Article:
“Its thinly veiled message of social conservatism and religious affirmations as the pathway to an ideal life is delivered with all the predigested sentimentality of a Hallmark card.” – Major Movie Reviews
Why is it Christian movies so quickly remind us of Hallmark? Will there ever be a Christian movie that actually invites an audience outside the faith to engage with their story?
The Ultimate Life is about as close as it gets, and it got a 14% on the tomatometer, with 65% of audiences supporting it. Critics are beating up on this one, saying it has “wooden acting”, is too “predictable”, “stereotypical” and that it “appeals only to the converted.”
From a strictly objective position, looking only at the method of the storytelling, I find it hard to argue with these points.
I hate to agree, especially understanding that openly sharing one’s faith paints a target over the heart, but many Christian movies have fallen prey to their overt delivery of a very pertinent message.
In an editing class, the mantra was “Resist the Urge to Explain”. In acting class we were told not to “project”, and in screenwriting class, the religious idiom was “show, don’t tell.” They all describe the importance of conveying a story implicitly, not explicitly.
A good story provides context for the language of the heart with a portrait of words.
In an article titled, “Has Fiction Lost its Faith?” writer Paul Elie observes, “Where has the novel of belief gone? The obvious answer is that it has gone where belief itself has gone. In America today Christianity is highly visible in public life but marginal or of no consequence in a great many individual lives. For the first time in our history it is possible to speak of Christianity matter-of-factly as one religion among many; for the first time it is possible to leave it out of the conversation altogether.”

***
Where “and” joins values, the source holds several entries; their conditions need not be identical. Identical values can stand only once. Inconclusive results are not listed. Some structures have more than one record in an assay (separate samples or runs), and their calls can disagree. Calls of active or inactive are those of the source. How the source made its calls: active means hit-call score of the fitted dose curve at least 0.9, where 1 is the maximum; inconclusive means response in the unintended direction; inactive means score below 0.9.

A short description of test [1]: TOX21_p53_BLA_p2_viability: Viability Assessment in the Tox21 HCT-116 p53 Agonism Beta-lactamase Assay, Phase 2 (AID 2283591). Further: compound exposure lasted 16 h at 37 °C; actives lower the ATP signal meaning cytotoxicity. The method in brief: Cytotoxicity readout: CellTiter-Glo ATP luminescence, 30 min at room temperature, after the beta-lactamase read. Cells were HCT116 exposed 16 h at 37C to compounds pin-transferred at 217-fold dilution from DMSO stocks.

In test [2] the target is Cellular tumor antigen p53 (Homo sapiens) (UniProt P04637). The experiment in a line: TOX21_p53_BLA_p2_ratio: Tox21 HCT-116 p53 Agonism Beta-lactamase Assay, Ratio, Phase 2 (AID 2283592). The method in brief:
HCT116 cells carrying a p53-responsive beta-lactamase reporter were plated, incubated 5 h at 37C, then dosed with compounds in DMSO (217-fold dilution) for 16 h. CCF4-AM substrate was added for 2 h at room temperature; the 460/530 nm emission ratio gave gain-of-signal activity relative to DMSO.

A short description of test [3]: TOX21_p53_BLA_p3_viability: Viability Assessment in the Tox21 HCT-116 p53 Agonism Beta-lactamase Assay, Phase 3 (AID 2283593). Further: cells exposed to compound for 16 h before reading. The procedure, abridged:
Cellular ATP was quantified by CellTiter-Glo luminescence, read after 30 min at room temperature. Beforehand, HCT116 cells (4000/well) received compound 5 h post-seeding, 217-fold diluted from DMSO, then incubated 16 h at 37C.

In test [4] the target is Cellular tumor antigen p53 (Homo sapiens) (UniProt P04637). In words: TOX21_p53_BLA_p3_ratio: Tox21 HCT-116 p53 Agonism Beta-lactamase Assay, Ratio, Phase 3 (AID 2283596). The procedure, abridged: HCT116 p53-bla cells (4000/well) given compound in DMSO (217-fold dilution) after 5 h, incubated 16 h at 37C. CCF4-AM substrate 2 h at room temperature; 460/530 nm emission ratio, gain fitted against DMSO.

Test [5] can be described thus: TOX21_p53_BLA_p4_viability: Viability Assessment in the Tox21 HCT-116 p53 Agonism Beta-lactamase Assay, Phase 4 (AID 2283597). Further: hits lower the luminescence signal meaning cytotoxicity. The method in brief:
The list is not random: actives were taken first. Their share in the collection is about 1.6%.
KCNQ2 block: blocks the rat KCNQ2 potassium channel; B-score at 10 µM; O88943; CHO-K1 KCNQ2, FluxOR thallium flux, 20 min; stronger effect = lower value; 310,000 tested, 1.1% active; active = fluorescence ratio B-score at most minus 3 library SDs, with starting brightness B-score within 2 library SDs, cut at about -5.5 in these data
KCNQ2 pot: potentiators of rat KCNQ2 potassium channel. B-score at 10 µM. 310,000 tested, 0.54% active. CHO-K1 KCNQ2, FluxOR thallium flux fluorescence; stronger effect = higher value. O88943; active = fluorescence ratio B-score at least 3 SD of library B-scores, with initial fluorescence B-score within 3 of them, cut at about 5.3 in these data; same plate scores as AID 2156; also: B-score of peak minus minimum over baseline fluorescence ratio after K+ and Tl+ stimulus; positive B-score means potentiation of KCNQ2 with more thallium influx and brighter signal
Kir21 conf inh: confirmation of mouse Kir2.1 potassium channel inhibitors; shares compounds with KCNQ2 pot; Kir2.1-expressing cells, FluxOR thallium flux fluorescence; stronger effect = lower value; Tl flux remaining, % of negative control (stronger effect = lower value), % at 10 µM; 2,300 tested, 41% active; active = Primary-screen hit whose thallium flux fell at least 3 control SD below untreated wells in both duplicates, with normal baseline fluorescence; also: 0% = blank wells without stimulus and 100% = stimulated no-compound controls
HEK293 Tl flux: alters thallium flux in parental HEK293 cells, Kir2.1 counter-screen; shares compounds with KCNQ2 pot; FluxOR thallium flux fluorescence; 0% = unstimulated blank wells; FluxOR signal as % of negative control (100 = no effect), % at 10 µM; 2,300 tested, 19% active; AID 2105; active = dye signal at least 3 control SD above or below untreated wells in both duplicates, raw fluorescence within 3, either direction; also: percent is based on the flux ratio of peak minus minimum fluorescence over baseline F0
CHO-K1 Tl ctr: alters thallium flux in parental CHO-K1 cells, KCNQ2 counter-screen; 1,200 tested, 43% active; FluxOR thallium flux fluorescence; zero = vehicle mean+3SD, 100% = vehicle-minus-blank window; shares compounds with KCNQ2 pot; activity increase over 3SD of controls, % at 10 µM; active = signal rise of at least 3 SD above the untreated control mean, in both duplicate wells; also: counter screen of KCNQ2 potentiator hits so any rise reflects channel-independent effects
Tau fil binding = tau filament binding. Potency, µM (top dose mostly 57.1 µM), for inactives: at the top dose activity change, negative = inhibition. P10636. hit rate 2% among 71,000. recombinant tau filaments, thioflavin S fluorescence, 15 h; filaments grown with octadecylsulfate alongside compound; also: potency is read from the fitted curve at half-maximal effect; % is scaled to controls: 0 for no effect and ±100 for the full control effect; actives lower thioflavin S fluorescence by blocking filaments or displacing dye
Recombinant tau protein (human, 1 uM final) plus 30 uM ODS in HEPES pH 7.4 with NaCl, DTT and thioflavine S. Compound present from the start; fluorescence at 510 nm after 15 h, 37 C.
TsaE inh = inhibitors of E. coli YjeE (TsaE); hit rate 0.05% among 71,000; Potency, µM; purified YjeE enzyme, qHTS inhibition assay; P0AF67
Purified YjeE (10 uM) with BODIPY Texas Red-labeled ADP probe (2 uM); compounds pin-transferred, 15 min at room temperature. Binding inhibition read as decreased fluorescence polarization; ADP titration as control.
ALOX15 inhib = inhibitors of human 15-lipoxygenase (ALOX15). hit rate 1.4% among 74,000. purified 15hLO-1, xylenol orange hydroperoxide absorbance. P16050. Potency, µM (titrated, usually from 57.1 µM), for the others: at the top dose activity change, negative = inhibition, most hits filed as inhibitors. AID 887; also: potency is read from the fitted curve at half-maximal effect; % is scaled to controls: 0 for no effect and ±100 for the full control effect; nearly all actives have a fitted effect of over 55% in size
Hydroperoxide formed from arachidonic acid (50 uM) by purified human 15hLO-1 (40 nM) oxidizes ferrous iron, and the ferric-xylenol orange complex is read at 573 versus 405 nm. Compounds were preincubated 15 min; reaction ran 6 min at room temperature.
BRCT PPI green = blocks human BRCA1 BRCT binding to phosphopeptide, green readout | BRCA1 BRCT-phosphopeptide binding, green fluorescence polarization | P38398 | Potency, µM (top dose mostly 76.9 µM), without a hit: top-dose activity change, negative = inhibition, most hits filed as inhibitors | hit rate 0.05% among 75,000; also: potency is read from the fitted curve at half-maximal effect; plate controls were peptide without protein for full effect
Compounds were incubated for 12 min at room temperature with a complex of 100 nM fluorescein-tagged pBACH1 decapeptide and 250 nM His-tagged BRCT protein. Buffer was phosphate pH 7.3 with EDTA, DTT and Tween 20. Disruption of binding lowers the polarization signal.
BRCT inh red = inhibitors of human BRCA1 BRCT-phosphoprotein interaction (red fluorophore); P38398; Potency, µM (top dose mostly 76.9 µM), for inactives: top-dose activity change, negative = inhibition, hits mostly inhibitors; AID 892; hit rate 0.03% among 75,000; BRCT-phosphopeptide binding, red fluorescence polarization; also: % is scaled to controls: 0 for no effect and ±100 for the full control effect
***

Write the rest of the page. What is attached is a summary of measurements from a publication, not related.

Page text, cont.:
Fiction has a unique ability to transcend prejudice; it can tell a story without getting hung up on facts, point out a cultural phenomenon and challenge audiences with a calling. But standing on a soapbox is the surest way to turn off an audience outside your own worldview.
Entertainment and allegory do not have to be polar opposites, they can be synonymous and to that effect, The Ultimate Life makes great effort and some improvement in the Christian movie genre. However, it also seems bashful when it comes to delving into the richness of internal conflict, save one character – or rather, the protagonist at a certain season of life.
Before it arrives at the real point of dramatic tension, however, there are some grievances I have against the story.
The Ultimate Life began with several paragraphs of written text on the screen. It told the story, literally, instead of showing it. Then it proceeded to methodically place the building blocks of “protagonist, problem, plan” in orderly fashion, almost always accompanied by a softly played piano. About forty minutes pass before the movie finds its sea legs, when Red is introduced. Red’s story is recounted as his grandson reads his journal, gleaning the practical wisdom of his grandfather’s life experiences, beginning when he ran away from home as a teenager.
It’s middle-aged Red that has the most relatable and compelling story, and because of this, the storytellers convey it much more naturally and stop spelling things out bit by bit. The audience is shown a man with good business sense and a very hard work ethic who is driven to provide for his family and prove wrong his father, who told Red at a formative age that he was doomed to pass on the family legacy of a meager living.
In a self-fulfilling prophecy, Red realizes his dreams of becoming a self-made man and a billionaire with a wife and four children – and an utterly empty existence. Red’s children grow up becoming less than the adults he had assumed opportunity would make of them. Instead, they relate more to their father as welfare recipients, more attached to his wallet than his heart.
At the conclusion of Red’s story, which should have ran the entirety of the movie, The Ultimate Life resumes its Hallmark stereotype, only toned down a bit from the beginning sequences.
Despite all this, I recommend going to see the movie in theaters. First, middle-aged Red’s story takes up the bulk of the movie, thankfully. Also, even if you’re not of the Christian faith, the movie is about the importance of loving your family, making your life all about them. And, if you’re like me, you’ll enjoy a simple story about a man who learns what it really means to provide for his family.
Simple stories are the best ones to share, they make it a point to delve deep into meatier subjects, and fiction is a great platform to step inside the worldview of a character who represents so many men today.
“Literature is a luxury; fiction is a necessity.” – G.K. Chesterton